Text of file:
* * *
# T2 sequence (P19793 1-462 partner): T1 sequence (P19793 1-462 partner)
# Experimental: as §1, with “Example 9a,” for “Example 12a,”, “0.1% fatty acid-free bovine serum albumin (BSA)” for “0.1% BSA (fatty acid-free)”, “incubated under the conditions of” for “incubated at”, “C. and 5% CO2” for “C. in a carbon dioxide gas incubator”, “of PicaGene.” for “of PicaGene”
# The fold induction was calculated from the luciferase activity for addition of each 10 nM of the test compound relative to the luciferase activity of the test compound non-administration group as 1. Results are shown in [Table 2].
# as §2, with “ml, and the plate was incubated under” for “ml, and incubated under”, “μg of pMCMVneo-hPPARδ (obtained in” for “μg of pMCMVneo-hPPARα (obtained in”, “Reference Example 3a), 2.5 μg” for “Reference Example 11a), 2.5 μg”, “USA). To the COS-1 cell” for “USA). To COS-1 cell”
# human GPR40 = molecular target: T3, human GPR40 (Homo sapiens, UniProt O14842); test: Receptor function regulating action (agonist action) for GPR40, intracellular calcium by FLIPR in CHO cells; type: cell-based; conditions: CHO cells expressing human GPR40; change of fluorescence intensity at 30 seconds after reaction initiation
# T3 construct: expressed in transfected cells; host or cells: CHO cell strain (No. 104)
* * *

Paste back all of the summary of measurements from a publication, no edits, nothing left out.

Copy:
# T2 sequence (P19793 1-462 partner): T1 sequence (P19793 1-462 partner)
# Experimental: as §1, with “Example 9a,” for “Example 12a,”, “0.1% fatty acid-free bovine serum albumin (BSA)” for “0.1% BSA (fatty acid-free)”, “incubated under the conditions of” for “incubated at”, “C. and 5% CO2” for “C. in a carbon dioxide gas incubator”, “of PicaGene.” for “of PicaGene”
# The fold induction was calculated from the luciferase activity for addition of each 10 nM of the test compound relative to the luciferase activity of the test compound non-administration group as 1. Results are shown in [Table 2].
# as §2, with “ml, and the plate was incubated under” for “ml, and incubated under”, “μg of pMCMVneo-hPPARδ (obtained in” for “μg of pMCMVneo-hPPARα (obtained in”, “Reference Example 3a), 2.5 μg” for “Reference Example 11a), 2.5 μg”, “USA). To the COS-1 cell” for “USA). To COS-1 cell”
# human GPR40 = molecular target: T3, human GPR40 (Homo sapiens, UniProt O14842); test: Receptor function regulating action (agonist action) for GPR40, intracellular calcium by FLIPR in CHO cells; type: cell-based; conditions: CHO cells expressing human GPR40; change of fluorescence intensity at 30 seconds after reaction initiation
# T3 construct: expressed in transfected cells; host or cells: CHO cell strain (No. 104)